Press Release


Most Young Breast Cancer Survivors Can Have Children

Key Takeaways

  • About 73% of young breast cancer survivors attempting to conceive achieved pregnancy, with 65% having live births.
  • Egg/embryo freezing before treatment was linked to higher live birth rates.
Ann H. Partridge, MD, MPH

Ann H. Partridge, MD, MPH

Most young breast cancer survivors can go on to have children despite the effects of their lifesaving treatment, a new study shows.

About 73% of breast cancer survivors attempting to conceive achieved a pregnancy and 65% had a live birth, researchers report.

Those who opted for egg/embryo freezing prior to cancer treatment tended to have a higher live birth rate, researchers found.

"For many young women with breast cancer, the ability to have children following treatment is a major concern," said lead researcher Dr. Kimia Sorouri, a research fellow with the Dana-Farber Cancer Institute in Boston. "The findings of our study can be helpful when counseling patients about fertility issues.”

"The finding that egg/embryo freezing before treatment was associated with a higher live birth rate underscores the need for accessibility to fertility preservation services for this population," Sorouri added in a Dana-Farber news release.

For the study, researchers tracked nearly 200 young women for an average 11 years following their successful treatment for breast cancer. All of the women wanted to conceive.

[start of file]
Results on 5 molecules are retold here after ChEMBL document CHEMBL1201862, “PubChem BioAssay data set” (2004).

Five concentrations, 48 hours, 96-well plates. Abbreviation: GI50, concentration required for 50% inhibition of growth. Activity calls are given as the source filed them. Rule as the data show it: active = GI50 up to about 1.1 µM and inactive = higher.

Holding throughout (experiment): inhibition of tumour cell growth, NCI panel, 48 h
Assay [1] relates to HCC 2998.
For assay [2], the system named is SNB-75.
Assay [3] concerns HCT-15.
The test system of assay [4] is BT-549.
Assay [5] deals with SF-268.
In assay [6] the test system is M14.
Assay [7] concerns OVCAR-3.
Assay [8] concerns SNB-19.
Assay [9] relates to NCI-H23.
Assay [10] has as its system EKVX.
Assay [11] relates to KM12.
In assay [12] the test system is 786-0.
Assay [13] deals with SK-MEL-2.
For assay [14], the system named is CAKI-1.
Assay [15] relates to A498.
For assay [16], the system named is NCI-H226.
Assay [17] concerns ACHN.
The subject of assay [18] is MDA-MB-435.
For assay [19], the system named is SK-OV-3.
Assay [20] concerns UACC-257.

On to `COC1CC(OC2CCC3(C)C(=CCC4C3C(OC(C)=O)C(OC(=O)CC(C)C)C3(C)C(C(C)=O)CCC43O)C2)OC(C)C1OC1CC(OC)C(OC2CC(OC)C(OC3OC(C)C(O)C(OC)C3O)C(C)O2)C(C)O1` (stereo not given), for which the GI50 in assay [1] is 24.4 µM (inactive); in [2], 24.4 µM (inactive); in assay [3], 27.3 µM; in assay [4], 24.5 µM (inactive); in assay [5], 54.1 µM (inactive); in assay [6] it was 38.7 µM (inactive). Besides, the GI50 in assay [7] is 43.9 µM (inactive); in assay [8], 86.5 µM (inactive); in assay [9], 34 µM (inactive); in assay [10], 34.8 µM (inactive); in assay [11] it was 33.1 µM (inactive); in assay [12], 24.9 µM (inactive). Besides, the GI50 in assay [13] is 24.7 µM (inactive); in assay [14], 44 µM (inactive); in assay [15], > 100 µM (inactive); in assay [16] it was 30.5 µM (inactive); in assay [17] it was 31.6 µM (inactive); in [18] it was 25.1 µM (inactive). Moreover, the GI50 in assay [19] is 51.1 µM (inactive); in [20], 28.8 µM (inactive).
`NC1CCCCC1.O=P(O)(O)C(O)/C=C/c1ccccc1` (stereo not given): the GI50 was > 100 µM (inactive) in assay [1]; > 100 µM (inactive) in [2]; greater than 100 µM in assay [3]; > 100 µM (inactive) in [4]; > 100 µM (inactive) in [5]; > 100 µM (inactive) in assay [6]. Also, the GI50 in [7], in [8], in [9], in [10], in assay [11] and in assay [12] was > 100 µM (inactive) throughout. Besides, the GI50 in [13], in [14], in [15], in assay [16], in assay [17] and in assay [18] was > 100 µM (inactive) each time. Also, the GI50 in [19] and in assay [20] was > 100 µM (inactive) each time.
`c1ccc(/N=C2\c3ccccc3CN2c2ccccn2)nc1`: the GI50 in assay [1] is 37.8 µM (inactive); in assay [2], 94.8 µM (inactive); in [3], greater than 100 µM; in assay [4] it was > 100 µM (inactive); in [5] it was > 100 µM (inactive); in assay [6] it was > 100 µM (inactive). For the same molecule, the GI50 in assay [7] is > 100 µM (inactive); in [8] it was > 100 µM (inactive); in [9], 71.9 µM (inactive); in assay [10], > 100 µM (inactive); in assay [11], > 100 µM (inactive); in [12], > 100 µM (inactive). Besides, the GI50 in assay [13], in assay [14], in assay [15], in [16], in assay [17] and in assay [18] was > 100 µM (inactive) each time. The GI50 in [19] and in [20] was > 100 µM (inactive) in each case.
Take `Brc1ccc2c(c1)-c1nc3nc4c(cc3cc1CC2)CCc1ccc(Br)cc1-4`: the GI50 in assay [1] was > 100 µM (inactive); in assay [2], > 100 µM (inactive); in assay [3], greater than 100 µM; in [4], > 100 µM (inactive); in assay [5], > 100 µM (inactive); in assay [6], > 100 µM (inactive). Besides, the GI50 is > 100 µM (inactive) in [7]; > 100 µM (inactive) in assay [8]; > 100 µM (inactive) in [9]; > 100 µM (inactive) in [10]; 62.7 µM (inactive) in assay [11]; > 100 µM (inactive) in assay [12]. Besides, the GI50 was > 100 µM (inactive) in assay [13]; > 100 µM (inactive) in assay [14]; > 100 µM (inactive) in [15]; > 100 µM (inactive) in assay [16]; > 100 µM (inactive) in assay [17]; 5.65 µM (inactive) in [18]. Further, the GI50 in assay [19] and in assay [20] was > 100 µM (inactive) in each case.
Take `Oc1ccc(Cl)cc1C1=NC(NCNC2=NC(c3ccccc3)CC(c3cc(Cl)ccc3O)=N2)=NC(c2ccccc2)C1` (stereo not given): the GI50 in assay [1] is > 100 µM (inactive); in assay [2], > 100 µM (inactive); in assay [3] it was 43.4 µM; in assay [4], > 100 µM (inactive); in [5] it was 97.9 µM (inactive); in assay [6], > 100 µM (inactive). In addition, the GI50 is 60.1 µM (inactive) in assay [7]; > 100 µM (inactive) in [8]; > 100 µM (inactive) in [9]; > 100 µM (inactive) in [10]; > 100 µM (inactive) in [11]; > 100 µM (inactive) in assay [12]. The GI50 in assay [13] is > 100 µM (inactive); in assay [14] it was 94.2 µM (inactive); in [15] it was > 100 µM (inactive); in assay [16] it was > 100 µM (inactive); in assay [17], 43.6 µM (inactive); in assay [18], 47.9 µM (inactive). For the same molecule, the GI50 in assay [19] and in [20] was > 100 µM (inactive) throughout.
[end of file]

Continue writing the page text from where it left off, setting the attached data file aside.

Previous studies have neglected some types of breast cancer patients, followed patients for too short a time or didn’t ask patients if they’d attempted pregnancy, researchers noted.

"This study was designed to address those gaps by tracking pregnancy and live birth rates among a group of breast cancer survivors and patients who indicated they'd attempted to conceive following their cancer diagnosis,” said senior researcher Dr. Ann Partridge, director of the Program for Young Adults with Breast Cancer at Dana-Farber.

The stage of a woman’s breast cancer at diagnosis had no relation to her later ability to achieve pregnancy or have a live birth, results showed.

The findings will be presented at the upcoming annual meeting of the American Society for Clinical Oncology in June. Findings presented at medical meetings should be considered preliminary until published in a peer-reviewed journal.

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